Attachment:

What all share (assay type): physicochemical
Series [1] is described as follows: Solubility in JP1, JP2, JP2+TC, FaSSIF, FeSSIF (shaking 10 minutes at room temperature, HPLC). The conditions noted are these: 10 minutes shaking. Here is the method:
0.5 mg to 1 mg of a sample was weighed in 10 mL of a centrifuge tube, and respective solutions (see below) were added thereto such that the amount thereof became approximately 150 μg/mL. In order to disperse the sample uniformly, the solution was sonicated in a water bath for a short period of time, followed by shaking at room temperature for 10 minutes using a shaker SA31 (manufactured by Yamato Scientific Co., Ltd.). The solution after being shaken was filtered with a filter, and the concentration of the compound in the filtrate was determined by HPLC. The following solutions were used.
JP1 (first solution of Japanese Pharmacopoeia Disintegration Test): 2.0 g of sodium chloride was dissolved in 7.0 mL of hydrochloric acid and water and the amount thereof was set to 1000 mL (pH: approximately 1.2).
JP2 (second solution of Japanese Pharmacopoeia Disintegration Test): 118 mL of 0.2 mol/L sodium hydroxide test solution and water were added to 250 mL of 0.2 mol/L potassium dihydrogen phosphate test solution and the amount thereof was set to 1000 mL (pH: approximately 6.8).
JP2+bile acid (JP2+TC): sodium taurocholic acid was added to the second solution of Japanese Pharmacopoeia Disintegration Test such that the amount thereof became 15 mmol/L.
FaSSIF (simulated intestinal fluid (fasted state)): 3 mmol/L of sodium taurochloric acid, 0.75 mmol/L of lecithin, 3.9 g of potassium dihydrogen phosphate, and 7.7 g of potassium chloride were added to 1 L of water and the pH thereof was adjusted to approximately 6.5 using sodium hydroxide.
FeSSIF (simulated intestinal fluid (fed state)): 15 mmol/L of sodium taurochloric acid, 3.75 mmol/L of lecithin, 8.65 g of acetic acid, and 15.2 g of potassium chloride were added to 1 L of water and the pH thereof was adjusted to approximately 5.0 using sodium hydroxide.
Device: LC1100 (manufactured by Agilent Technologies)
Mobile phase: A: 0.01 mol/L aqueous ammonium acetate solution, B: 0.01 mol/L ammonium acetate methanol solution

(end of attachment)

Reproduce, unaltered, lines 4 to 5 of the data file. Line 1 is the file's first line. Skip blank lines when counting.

JP1 (first solution of Japanese Pharmacopoeia Disintegration Test): 2.0 g of sodium chloride was dissolved in 7.0 mL of hydrochloric acid and water and the amount thereof was set to 1000 mL (pH: approximately 1.2).
JP2 (second solution of Japanese Pharmacopoeia Disintegration Test): 118 mL of 0.2 mol/L sodium hydroxide test solution and water were added to 250 mL of 0.2 mol/L potassium dihydrogen phosphate test solution and the amount thereof was set to 1000 mL (pH: approximately 6.8).